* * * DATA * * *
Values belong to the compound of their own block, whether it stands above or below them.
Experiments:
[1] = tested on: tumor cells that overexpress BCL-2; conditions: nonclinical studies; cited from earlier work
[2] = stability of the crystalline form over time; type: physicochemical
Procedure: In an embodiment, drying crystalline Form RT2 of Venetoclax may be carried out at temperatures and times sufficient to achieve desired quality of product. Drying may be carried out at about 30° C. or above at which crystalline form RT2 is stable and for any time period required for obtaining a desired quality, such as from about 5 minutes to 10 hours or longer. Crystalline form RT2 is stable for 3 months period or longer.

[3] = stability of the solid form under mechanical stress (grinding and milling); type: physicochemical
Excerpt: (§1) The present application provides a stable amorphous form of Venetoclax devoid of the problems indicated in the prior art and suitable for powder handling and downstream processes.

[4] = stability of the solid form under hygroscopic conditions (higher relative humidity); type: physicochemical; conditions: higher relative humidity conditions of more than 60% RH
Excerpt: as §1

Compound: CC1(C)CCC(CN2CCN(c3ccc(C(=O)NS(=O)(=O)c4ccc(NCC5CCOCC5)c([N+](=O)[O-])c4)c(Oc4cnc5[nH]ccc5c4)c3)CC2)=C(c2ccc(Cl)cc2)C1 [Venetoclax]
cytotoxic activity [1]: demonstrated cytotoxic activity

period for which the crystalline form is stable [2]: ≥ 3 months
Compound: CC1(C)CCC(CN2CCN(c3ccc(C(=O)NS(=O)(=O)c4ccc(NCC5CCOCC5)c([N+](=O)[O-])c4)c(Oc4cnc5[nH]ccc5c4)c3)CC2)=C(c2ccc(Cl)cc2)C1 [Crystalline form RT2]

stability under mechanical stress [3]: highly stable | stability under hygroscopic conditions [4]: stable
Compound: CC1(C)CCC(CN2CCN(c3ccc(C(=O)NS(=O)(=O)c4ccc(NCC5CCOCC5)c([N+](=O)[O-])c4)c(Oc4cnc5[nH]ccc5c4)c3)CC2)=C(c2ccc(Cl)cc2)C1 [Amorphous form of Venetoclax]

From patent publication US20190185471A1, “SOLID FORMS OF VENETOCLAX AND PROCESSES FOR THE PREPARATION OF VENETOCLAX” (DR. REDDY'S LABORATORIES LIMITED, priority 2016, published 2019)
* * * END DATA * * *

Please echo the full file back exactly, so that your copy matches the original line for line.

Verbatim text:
Values belong to the compound of their own block, whether it stands above or below them.
Experiments:
[1] = tested on: tumor cells that overexpress BCL-2; conditions: nonclinical studies; cited from earlier work
[2] = stability of the crystalline form over time; type: physicochemical
Procedure: In an embodiment, drying crystalline Form RT2 of Venetoclax may be carried out at temperatures and times sufficient to achieve desired quality of product. Drying may be carried out at about 30° C. or above at which crystalline form RT2 is stable and for any time period required for obtaining a desired quality, such as from about 5 minutes to 10 hours or longer. Crystalline form RT2 is stable for 3 months period or longer.

[3] = stability of the solid form under mechanical stress (grinding and milling); type: physicochemical
Excerpt: (§1) The present application provides a stable amorphous form of Venetoclax devoid of the problems indicated in the prior art and suitable for powder handling and downstream processes.

[4] = stability of the solid form under hygroscopic conditions (higher relative humidity); type: physicochemical; conditions: higher relative humidity conditions of more than 60% RH
Excerpt: as §1

Compound: CC1(C)CCC(CN2CCN(c3ccc(C(=O)NS(=O)(=O)c4ccc(NCC5CCOCC5)c([N+](=O)[O-])c4)c(Oc4cnc5[nH]ccc5c4)c3)CC2)=C(c2ccc(Cl)cc2)C1 [Venetoclax]
cytotoxic activity [1]: demonstrated cytotoxic activity

period for which the crystalline form is stable [2]: ≥ 3 months
Compound: CC1(C)CCC(CN2CCN(c3ccc(C(=O)NS(=O)(=O)c4ccc(NCC5CCOCC5)c([N+](=O)[O-])c4)c(Oc4cnc5[nH]ccc5c4)c3)CC2)=C(c2ccc(Cl)cc2)C1 [Crystalline form RT2]

stability under mechanical stress [3]: highly stable | stability under hygroscopic conditions [4]: stable
Compound: CC1(C)CCC(CN2CCN(c3ccc(C(=O)NS(=O)(=O)c4ccc(NCC5CCOCC5)c([N+](=O)[O-])c4)c(Oc4cnc5[nH]ccc5c4)c3)CC2)=C(c2ccc(Cl)cc2)C1 [Amorphous form of Venetoclax]

From patent publication US20190185471A1, “SOLID FORMS OF VENETOCLAX AND PROCESSES FOR THE PREPARATION OF VENETOCLAX” (DR. REDDY'S LABORATORIES LIMITED, priority 2016, published 2019)